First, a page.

Tuesday, April 24, 2012

Mason - Tarrasch, Hamburg Chess Congress 1885

I played through another game from Tarrasch's 300 Games tonight (Game #65), playing solitaire chess while I did it. I took an extra point off if my move changed the evaluation of the position to the worse, for example from += to =, and I gave myself a bonus point and didn't count it wrong if my move evaluated better than Tarrasch's move. If the move evaluated pretty much equal to Tarrasch's move then I didn't count it as wrong as well. I seemed to be doing fairly well, starting off my game at move 9, but I hit what seemed like a rough patch on moves 33-38 though my wanting to play e3 on moves 36 and 37 seemed to evaluate much better than Tarrasch's selections. I did have a few spots though where my move swung the evaluation, with one case being my moving a rook to the square just vacated by Mason's bishop on move 42. I guess I could claim time pressure, but I completely spaced on the bishop. I gave myself 30 minutes, with a 1 minute increment. Other than the oversight on trying to play 42..Rd1, the one move that bothered me was not playing 15..N:e5. It seemed to me that white would be able hold onto that pawn. I didn't see him interposing the rook between the queen and pawn like that allowing me to pick up the pawn. Overall a fun game to play through.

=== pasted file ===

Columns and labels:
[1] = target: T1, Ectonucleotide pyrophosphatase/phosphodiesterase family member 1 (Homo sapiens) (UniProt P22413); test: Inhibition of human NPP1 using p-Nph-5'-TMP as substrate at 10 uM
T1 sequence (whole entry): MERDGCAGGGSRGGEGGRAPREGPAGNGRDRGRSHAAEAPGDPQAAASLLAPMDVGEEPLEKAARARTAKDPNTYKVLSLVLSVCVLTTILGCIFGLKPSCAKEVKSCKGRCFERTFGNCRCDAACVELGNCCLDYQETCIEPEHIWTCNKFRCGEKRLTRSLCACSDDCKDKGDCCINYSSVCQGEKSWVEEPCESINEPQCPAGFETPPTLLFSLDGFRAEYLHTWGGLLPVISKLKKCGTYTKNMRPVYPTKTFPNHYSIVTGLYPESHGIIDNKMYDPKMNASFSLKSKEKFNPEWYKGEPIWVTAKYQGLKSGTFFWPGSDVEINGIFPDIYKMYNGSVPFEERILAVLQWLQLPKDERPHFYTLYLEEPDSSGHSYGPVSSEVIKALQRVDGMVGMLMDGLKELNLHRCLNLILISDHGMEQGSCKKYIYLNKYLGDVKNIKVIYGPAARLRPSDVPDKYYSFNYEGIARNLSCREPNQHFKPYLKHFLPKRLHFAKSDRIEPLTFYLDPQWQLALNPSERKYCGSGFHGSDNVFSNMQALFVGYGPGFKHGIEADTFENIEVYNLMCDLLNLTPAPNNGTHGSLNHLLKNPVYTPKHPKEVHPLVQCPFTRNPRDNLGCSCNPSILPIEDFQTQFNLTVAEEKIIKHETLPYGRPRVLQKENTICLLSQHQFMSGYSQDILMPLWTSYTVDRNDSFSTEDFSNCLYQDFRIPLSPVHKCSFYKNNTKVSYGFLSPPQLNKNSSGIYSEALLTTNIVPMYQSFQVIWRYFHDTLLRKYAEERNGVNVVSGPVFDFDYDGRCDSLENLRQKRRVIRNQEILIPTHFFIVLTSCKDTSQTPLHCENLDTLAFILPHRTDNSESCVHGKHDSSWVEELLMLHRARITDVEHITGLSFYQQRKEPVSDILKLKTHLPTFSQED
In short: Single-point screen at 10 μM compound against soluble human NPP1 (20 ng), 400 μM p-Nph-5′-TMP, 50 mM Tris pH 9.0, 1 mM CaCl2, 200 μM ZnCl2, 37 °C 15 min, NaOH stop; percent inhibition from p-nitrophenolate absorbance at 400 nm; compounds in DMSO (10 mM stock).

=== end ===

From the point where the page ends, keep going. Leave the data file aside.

Not a bad start after not looking at a board and pieces for close to a year.

Wednesday, April 18, 2012

Back from my vacation

I have been pretty busy most of the past year and haven't spent any time on chess, but now I am getting back into the swing of things. It is kind of like the Godfather movie where Pacino says "Everytime I think I'm out they pull me back in." So it is with chess and myself. I have the bug, and so no matter what I eventually find my way back to the game. The main focus at this point I think will be consistency and quality of training rather than quantity, and hopefully I will avoid burn out and then be less likely to let life carry me away from the game. So I should be posting here regularly again.


On that note, today I purchased my 1st 2 kindle based chess ebooks. Russell Enterprises's algebraic edition of Reti's Masters of the Chessboard was priced at $7.49 I believe, and Pritchett's Chess Secrets: Giants of Innovation. I'm surprised at how well the Reti book looks on the kindle. I will take a closer look at Pritchett's book this afternoon. My earlier worries that the format wouldn't work for chess books seems to be unfounded. My bookshelves are probably cheering, but I imagine my bank account will not be.